“Whenever you are confronted with an opponent. Conquer him with love.”
― Mahatma Gandhi
Pastor Fred Phelps Sr. is dying. Over the course of many years now the Westboro Baptist church has been at the forefront of many controversial public protests. You might remember them for their many anti-gay signs and their now infamous quotes like “Thank God for dead soldiers” and “Thank God for 9/11”! (Link: http://nypost.com/2014/03/16/westboro-baptist-pastor-in-hospice-care/)
I’m not here to slam Pastor Fred. He’s already taken a lot of heat and his “church” has even been labeled a hate group. I will say however that I seriously doubt Jesus would have ever stepped foot in the doors of a church like this…okay maybe He would have to confront them perhaps…I digress. But I’m not here to judge them on their merits or lack there of. I’m not even here to condemn this pastor.
I wonder what it would be like to go to the hospice facility that Pastor Fred is now located at and hold signs not of hate and condemnation, but signs of love and concern? I’m not saying we should do this but it certainly would be interesting to see the response. Another thought that came to mind when hearing about his impending death – every person should face death with human decency and dignity including Pastor Phelps.
At the end of the day if we stoop to the level of outrage and hate like these protests conducted by the Westboro baptist church, we in essence are no better. I’m not implying that we’re better than they are, don’t get me wrong, I’m just suggesting that instead of celebrating his soon to be passing, let’s pray for Pastor Fred and others like him in our world.
This world is already too full of hate, too full of extremist fundamentals (and to be fair on the other side of things extreme leftist liberals as well)…this world is already too full of condemnation as well. We don’t need to fall into these ranks as well. Jesus once said; “You have heard that it was said, ‘Love your neighbor and hate your enemy.’ But I tell you, love your enemies and pray for those who persecute you, that you may be children of your Father in heaven. He causes his sun to rise on the evil and the good, and sends rain on the righteous and the unrighteous. If you love those who love you, what reward will you get? Are not even the tax collectors doing that? And if you greet only your own people, what are you doing more than others? Do not even pagans do that? Be perfect, therefore, as your heavenly Father is perfect.“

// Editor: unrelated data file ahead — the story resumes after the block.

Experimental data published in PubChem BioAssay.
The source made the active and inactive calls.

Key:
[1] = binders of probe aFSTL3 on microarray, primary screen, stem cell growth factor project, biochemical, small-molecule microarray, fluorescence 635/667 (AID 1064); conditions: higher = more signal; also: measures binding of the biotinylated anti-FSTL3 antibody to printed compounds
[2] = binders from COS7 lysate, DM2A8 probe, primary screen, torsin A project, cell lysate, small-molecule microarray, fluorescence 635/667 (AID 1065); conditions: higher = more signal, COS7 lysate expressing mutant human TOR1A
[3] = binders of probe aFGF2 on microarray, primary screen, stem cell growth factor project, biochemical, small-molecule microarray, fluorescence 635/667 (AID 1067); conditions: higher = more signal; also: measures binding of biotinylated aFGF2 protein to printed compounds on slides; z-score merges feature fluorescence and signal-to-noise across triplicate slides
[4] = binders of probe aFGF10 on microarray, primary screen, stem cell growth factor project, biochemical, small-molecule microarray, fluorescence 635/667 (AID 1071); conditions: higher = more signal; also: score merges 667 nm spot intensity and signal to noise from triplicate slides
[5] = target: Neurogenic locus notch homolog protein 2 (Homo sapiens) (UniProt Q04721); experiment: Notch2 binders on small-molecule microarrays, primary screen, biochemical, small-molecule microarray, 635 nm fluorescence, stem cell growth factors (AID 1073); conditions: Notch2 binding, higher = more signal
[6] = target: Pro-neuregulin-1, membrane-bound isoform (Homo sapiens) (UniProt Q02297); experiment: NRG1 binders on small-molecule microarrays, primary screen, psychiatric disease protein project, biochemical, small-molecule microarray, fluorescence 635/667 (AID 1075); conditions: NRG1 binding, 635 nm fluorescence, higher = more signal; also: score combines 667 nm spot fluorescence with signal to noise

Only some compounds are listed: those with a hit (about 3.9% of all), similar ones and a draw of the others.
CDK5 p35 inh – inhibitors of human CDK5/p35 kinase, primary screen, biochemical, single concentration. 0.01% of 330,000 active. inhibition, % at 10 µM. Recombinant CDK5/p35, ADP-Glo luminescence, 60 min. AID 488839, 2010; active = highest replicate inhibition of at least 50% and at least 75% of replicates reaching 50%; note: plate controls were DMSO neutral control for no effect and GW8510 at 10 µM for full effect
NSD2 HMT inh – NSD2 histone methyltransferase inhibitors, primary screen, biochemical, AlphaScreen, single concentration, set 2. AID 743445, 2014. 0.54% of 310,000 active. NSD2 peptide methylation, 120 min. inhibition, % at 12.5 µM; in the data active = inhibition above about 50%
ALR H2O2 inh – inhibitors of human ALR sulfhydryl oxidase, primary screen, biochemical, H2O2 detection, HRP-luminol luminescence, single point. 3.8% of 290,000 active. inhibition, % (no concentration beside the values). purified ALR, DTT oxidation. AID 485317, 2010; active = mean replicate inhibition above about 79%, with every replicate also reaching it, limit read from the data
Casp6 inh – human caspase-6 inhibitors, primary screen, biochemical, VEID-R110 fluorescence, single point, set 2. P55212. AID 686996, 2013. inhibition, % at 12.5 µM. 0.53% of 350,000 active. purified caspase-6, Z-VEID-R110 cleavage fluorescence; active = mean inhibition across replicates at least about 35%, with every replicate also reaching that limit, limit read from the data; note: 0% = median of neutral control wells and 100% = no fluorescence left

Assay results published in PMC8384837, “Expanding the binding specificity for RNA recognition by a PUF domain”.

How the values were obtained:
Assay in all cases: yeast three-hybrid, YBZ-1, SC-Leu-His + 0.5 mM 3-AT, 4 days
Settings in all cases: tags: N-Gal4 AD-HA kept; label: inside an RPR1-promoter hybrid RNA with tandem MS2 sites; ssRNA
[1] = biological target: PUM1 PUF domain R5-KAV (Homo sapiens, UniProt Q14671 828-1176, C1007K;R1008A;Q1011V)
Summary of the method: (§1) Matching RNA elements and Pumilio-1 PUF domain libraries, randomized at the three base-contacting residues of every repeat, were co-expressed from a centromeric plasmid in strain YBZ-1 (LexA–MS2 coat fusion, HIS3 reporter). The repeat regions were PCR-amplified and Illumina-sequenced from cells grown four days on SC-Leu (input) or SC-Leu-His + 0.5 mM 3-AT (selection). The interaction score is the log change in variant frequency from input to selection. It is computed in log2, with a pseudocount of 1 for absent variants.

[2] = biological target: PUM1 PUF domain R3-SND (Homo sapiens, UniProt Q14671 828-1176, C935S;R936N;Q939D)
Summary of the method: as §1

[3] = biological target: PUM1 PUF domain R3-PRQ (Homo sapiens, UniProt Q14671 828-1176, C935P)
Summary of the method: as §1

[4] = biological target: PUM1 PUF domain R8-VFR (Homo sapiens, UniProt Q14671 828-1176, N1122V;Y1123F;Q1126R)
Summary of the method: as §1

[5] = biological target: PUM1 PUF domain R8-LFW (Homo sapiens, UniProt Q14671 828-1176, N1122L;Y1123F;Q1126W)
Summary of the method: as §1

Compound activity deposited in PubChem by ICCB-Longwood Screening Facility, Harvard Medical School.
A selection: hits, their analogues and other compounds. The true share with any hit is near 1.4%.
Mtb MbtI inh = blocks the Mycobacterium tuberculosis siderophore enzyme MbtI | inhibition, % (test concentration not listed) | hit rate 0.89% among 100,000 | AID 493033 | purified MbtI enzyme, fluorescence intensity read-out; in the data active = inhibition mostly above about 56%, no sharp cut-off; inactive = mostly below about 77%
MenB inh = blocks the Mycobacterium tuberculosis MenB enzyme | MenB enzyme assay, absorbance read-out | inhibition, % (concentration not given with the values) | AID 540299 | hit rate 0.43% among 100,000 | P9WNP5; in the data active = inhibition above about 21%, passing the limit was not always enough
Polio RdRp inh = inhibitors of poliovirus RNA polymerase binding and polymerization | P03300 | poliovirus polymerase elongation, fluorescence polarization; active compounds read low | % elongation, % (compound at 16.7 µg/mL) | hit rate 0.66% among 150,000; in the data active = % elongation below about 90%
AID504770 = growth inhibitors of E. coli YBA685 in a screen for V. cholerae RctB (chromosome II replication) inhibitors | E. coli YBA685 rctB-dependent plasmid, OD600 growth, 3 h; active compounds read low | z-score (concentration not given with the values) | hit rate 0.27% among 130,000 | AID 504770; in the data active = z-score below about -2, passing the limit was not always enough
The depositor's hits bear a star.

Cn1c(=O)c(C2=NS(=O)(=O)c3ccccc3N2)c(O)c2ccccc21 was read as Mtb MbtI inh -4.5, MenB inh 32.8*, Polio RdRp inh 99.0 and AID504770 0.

2 reasons to love our enemies and pray for them:
1) It frees us of hate
This section is hard for me. I personally want to retaliate when someone wrongs me, I want to inflict the same kind of pain on any person who dares do me wrong…but I shouldn’t because it only empties bitterness into my heart. They say you become what you think about most often, and if I allow this thought of hurting my enemies and vengeance inside me then I am no better a person than they are. When we open our hearts, as Jesus suggested, to love we catch a glimpse of the divine original purpose for all of humanity. If I love that person, if I love Pastor Fred despite his actions, I free myself of a kind of hate that destroys hearts and lives.
Does this mean that justice isn’t pursued or sought out? Of course not, but remember that God is the judge and ultimately every person will have to stand before Him, so be careful that we have sorted out our own hearts and motives for wanting such justice on others.
When we are freed from hatred, we can learn to love more…and this leads to being like Christ in our pursuit and His workings of Holiness.
2) It opens up opportunities for our enemy to find salvation
What takes place when we extend grace to those who have spurned us and done us wrong? One it really messes with their heads (not our purpose of course) but two, it hopefully causes them to want to change! Obviously not every one of our enemies will change because we loved them, I don’t want to sell you a pipe dream here, but God can and still does perform miracles does He not? Enemies still need salvation too, and perhaps someone to show them what real authentic love looks like.
I want to pray for Pastor Fred Phelps Sr, and for His church. I know that hate is our natural response to others who show hate, but if we’re to be like Christ, no matter how hard it may be for us, we ought to show love as our response. Shining dark into dark will only make things darker, but if we shine the light of Christ into that absence of light, lives can be redeemed and drastically changed!
Pastor Fred, I pray for the remaining hours of life that you have here on earth. You have a Father in heaven who loves you and wants you to love Him back in return. May His grace, peace and especially love find its place in your heart. To the members of the Westboro Baptist church I say, love opens doors that hate never will. Repent, seek grace and forgiveness and know that other Christ-followers are praying for you with the love of Christ. We also pray that you will once again see what God is truly saying to you and that you seek to bring peace and grace into the doors of your church.
-Sincerely in Christ.
“The Bible tells us to love our neighbors, and also to love our enemies; probably because generally they are the same people.”
― G.K. Chesterton